baralo N a kind of smooth, shiny, non-poisonous green snake that lives in the coconut tree. The snake was known for its beneficial oily secretions that were supposedly very good for the skin. Girls would catch it to rub it on their bodies as a moisturizer. Generally, while one girl held the mouth, another would rub the struggling snake against her body and face. Apparently, the struggle increased and enhanced the secretion.
-from Nao Jr December 2006
1. /e:n/ ‘a creeper that grows on the top of a hill’. Is used to put in the water to make fish senseless/intoxicated. If eaten, produces rash all over the body. Bitter in taste.
2. /jin-tεc/ ~ /jin-tεic/ ‘leaf that is rubbed on the lactating mother’s breast to produce milk’
3. /jira-bal/ ‘a creeper used to produce cool air’. If the leaves of this creeper are put in the sea, the halfa [high wave/tide] reduces in intensity.
4. /pharako/ ‘a creeper’ is used for making rope to hunt turtles and dugong. It is believed that if a pregnant woman crosses over a creeper she will have miscarriage. The milk emitted by the leaf of the creeper is potent enough to blind a person if it touches eyes.
5. bɛcikluye N tonsure, equivalent of the Hindu mundan or the head-shaving ceremony, performed on a 14-day old, newborn baby. The present day use of the blade was preceded by a glass piece for the purpose in days gone by. The investigators were present for the ceremony of Jirake Jr. It was noticed that the ceremony has imbibed many traditional Hindu rituals, reflecting the influence of the mainstream culture on them. But the Hindu custom of the barber performing the rituals is replaced by the community members themselves take part in the shaving of the head. In this case, it was done by Reya and Prem Devi, the non-tribal wife of Loka.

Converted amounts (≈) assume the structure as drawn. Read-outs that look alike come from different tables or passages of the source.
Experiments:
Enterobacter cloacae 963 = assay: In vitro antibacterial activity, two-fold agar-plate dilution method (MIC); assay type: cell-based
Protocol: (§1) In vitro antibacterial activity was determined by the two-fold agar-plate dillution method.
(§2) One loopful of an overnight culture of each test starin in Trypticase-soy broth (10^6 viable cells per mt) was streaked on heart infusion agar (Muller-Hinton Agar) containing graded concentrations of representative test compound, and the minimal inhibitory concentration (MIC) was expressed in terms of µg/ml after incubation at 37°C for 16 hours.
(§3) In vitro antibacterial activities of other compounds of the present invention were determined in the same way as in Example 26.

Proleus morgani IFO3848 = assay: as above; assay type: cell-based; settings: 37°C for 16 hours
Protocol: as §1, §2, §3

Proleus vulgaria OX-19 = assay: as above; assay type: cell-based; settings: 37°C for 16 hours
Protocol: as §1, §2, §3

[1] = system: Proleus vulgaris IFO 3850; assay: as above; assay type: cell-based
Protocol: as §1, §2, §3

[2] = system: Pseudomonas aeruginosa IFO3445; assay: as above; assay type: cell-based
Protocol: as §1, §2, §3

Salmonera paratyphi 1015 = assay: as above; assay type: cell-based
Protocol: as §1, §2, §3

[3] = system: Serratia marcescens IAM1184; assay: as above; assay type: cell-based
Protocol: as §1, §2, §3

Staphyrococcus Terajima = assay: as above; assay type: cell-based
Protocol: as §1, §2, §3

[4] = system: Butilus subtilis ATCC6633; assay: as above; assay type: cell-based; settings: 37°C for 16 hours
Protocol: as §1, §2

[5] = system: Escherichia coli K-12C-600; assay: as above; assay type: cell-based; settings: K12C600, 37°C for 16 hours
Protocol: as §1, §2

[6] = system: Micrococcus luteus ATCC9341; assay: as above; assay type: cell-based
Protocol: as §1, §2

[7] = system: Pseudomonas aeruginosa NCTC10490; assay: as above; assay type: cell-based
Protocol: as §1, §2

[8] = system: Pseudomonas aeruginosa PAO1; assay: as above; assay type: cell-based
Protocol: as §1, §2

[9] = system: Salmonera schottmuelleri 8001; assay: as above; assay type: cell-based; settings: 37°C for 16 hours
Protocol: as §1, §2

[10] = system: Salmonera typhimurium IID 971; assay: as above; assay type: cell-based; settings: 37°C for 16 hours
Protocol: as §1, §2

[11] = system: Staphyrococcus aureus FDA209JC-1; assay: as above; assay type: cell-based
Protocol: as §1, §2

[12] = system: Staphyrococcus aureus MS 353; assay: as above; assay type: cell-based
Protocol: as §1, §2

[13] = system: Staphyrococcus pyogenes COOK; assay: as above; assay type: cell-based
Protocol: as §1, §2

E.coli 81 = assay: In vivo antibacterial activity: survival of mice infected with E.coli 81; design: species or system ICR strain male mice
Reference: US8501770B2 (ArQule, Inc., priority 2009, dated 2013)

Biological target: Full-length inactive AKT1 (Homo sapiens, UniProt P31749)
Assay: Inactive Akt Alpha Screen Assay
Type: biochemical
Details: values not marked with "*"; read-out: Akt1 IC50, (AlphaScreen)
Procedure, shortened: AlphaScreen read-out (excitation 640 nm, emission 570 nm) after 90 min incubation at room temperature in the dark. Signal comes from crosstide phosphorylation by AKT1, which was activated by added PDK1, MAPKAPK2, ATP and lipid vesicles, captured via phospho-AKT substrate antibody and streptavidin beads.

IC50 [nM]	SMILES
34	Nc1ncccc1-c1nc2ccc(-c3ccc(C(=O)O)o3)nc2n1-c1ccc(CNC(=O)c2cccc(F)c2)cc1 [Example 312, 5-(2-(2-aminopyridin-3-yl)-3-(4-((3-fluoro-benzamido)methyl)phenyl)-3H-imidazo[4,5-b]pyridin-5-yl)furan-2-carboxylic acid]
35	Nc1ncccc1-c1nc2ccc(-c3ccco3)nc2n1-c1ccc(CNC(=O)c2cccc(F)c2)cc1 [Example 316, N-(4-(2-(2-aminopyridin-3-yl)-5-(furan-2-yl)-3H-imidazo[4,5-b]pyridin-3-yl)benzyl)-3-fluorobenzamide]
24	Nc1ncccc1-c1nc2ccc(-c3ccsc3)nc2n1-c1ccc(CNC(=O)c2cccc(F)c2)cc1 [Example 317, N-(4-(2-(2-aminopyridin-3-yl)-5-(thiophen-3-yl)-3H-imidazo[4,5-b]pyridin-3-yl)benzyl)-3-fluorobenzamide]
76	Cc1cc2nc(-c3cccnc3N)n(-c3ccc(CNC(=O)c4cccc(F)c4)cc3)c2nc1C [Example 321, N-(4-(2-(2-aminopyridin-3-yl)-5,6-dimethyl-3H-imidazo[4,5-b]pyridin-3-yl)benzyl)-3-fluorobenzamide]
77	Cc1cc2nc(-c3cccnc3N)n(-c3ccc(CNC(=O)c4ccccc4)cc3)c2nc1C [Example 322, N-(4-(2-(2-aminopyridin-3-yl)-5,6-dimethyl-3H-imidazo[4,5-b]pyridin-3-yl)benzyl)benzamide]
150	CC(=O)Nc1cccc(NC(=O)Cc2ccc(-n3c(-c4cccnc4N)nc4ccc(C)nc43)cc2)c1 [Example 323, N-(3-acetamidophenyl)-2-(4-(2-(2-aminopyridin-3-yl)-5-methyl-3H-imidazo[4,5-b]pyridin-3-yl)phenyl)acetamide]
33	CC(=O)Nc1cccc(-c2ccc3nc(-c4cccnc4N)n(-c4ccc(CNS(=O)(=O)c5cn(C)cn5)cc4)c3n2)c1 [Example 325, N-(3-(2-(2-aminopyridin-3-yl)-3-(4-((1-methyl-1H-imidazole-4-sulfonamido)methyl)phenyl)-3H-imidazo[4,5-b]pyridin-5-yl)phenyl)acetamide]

6. jirmu N mythic cow-like animal Supposed to be as big as a cow and a mythical inhabitant of Mayabander, North Andaman. It was supposed to have sticky hair because of which anyone who touched it would get stuck to it. It was supposed to produce the tinkle of bells when it walked.
How did Great Andamanese save themselves in Indian ocean tsunami of 2004?
While 7000 lives were lost in Andaman and Nicobar during the tsunami of 2004, not a single tribe from any of the groups faced any calamity as their indigenous knowledge saved them. Seeing the unusual fish that reside in the twilight zone of the sea coming to the surface, the Great Andamanese man in his fifties, Nao Jr shouted sare ukkuburuko ‘the sea has turned upside down. ' The elders responded to his call and ran to a nearby hillock and stayed there for the next three days till the government help came to rescue them.
Nao Jr, however, was stuck near the sea as there were several children swimming near the seashore when the tsunami hit the island. He made six children go up a tree and kept swimming around the tree to monitor their moves up and down the tree. When the water would recede he would tell the children to come down a bit and when the water will rise he would instruct them to go up the tree. He told us that he kept on swimming for seven hours. On being asked why did he not mount any tree in such a situation he informed us that there was no other tree in the vicinity which could have held him up and the tree on which six children were mounted could not hold more weight.